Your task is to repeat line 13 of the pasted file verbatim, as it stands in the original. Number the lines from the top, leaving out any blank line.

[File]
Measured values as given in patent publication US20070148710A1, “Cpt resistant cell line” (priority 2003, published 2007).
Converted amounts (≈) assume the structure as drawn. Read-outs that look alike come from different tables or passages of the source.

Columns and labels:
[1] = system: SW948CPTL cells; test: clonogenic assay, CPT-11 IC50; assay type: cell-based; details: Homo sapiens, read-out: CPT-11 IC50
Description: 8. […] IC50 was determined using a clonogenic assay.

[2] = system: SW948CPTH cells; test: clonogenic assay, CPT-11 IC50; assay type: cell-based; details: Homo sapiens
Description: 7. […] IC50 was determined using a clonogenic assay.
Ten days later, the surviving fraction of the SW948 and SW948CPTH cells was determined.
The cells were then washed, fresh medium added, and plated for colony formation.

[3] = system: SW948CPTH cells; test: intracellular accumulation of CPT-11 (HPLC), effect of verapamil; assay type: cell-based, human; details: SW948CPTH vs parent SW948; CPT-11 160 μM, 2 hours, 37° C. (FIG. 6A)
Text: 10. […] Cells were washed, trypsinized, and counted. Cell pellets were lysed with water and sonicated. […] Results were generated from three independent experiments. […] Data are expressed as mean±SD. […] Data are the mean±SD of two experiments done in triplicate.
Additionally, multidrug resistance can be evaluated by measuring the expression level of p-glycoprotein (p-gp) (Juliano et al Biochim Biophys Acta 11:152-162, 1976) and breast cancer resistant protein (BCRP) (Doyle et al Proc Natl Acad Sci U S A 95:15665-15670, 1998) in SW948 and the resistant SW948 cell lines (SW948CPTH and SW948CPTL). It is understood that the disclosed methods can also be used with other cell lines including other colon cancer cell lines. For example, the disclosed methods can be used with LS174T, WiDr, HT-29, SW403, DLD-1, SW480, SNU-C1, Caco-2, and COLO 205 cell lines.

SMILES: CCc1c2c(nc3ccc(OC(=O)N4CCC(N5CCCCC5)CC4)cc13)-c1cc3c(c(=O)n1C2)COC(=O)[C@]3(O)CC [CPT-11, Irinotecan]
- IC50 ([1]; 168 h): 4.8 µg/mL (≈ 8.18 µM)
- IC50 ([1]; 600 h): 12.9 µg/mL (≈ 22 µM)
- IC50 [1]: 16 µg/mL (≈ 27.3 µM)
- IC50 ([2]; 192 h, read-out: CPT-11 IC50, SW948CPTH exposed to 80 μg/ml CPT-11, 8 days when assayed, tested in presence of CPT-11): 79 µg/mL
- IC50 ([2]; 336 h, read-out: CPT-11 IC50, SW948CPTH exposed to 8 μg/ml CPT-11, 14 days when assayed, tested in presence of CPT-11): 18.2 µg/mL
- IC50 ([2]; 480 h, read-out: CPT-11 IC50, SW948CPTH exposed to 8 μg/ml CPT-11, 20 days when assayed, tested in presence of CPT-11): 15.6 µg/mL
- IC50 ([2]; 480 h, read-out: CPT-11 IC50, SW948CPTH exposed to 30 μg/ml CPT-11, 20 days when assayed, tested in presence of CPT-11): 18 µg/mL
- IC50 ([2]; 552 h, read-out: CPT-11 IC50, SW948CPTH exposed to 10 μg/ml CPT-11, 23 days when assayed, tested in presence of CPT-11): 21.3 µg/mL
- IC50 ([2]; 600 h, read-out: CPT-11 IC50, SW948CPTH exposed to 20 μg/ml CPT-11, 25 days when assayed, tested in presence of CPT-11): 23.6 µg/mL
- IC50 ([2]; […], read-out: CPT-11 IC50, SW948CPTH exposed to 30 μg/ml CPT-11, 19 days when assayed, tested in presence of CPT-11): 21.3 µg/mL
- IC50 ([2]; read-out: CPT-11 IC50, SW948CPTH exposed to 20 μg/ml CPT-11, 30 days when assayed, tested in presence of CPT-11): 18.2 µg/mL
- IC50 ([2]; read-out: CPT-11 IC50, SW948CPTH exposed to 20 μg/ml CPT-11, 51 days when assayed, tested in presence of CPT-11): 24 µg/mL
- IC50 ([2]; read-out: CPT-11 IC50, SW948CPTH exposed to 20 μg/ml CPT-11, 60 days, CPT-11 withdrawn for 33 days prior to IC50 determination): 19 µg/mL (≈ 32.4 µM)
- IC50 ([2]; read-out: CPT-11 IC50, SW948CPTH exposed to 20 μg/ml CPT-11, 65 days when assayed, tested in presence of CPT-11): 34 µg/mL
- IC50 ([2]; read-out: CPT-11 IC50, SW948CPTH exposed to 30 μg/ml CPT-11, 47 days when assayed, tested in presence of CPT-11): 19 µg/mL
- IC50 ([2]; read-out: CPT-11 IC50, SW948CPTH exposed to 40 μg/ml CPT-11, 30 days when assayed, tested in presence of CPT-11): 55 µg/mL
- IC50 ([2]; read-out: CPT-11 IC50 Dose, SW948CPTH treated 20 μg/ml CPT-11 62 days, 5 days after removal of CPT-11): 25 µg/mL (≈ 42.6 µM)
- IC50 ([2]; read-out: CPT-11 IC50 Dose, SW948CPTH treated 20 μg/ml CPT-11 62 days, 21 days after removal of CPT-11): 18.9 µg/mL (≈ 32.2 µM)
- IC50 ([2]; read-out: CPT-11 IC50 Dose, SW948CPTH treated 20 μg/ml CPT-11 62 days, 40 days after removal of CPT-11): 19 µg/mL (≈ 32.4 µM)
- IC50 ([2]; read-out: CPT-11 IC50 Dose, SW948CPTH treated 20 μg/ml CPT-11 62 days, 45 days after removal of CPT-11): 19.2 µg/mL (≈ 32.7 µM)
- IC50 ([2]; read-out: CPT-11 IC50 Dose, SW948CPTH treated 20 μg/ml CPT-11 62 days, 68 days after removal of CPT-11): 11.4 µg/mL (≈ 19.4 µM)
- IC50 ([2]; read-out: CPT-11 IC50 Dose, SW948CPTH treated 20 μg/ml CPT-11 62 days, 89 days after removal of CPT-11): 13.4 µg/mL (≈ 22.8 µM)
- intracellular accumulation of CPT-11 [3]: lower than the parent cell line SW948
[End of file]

SMILES: CCc1c2c(nc3ccc(OC(=O)N4CCC(N5CCCCC5)CC4)cc13)-c1cc3c(c(=O)n1C2)COC(=O)[C@]3(O)CC [CPT-11, Irinotecan]